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The Price Elasticity of Demand Changes Along the Demand Curve
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What Factors Determine the Price Elasticity of Demand? Whether Close Substitutes Are Available Whether the Good Is a Necessity or a Luxury Time

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Other Demand Elasticities: Cross-Price Elasticity
The cross-price elasticity of demand between two goods measures the effect of the change in one good’s price on the quantity demanded of the other good. It is equal to the percent change in the quantity demanded of one good divided by the percent change in the other good’s price.
The Cross-Price Elasticity of Demand Between Goods A and B:

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Cross-Price Elasticity
Goods are substitutes when the cross-price elasticity of demand is positive. Goods are complements when the cross-price elasticity of demand is negative.

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The Income Elasticity of Demand
The income elasticity of demand is the percent change in the quantity of a good demanded when a consumer’s income changes divided by the percent change in the consumer’s income.

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Normal goods and inferior goods
When the income elasticity of demand is positive, the good is a normal good — that is, the quantity demanded at any given price increases as income increases. When the income elasticity of demand is negative, the good is an inferior good — that is, the quantity demanded at any given price decreases as income increases.

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Measuring the Price Elasticity of Supply
The price elasticity of supply is a measure of the responsiveness of the quantity of a good supplied to the price of that good. It is the ratio of the percent change in the quantity supplied to the percent change in the price as we move along the supply curve.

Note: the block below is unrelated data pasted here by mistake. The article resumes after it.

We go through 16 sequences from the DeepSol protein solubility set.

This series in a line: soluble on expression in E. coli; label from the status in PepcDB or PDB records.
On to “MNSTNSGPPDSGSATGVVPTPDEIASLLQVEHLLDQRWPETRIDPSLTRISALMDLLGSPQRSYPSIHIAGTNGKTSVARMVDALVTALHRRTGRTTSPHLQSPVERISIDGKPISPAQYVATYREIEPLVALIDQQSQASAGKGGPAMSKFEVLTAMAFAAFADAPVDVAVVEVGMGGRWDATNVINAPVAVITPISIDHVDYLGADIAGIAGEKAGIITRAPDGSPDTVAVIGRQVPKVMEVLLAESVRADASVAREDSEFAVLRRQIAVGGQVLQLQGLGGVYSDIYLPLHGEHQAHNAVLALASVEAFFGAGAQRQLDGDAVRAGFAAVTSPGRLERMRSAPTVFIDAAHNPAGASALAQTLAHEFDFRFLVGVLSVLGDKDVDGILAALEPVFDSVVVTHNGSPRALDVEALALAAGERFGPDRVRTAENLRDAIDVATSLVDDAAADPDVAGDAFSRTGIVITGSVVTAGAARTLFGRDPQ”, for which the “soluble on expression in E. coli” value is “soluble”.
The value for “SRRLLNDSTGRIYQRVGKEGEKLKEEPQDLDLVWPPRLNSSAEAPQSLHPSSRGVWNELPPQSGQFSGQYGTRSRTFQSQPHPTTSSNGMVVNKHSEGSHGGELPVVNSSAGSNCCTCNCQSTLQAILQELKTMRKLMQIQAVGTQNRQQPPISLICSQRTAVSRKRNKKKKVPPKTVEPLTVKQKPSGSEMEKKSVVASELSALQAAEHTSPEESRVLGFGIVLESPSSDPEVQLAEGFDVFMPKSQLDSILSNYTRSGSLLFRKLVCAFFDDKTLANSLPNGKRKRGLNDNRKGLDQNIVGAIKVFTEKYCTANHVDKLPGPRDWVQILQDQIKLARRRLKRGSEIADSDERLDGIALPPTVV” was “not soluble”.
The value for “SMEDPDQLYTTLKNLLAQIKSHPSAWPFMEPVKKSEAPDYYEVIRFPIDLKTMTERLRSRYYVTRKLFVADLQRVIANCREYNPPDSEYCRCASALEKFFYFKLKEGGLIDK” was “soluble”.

Next two slides: Two Extreme Cases of Price Elasticity of Supply…
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What Factors Determine the Price Elasticity of Supply?
The Availability of Inputs: The price elasticity of supply tends to be large when inputs are easily available. It tends to be small when inputs are difficult to obtain. Time: The price elasticity of supply tends to become larger as producers have more time to respond to a price change. This means that the long-run price elasticity of supply is often higher than the short-run elasticity.

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Economics in Action:
“European Farm Surpluses” Imposition of a price floors to support the incomes of farmers has created “butter mountains” and “wine lakes” in Europe. Were European politicians unaware that their price floors would create huge surpluses? They probably knew that surpluses would arise, but underestimated the price elasticity of agricultural supply due to availability of inputs. They thought big increases in production were unlikely since there was little new land available in Europe for cultivation. However, farm production could expand by adding other resources, especially fertilizer and pesticides. So although farm acreage didn’t increase much, farm production did!
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Elasticity and the Incidence of Excise Tax
When the price elasticity of demand is higher than the price elasticity of supply, an excise tax falls mainly on the producers. When the price elasticity of supply is higher than the price elasticity of demand, an excise tax falls mainly on consumers. So elasticity—not who literally pays the tax—determines the incidence of an excise tax.

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An Excise Tax Paid Mainly by Consumers

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An Excise Tax Paid Mainly by Producers

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The End of Chapter 5
coming attraction: Chapter 6: Consumer and Producer Surplus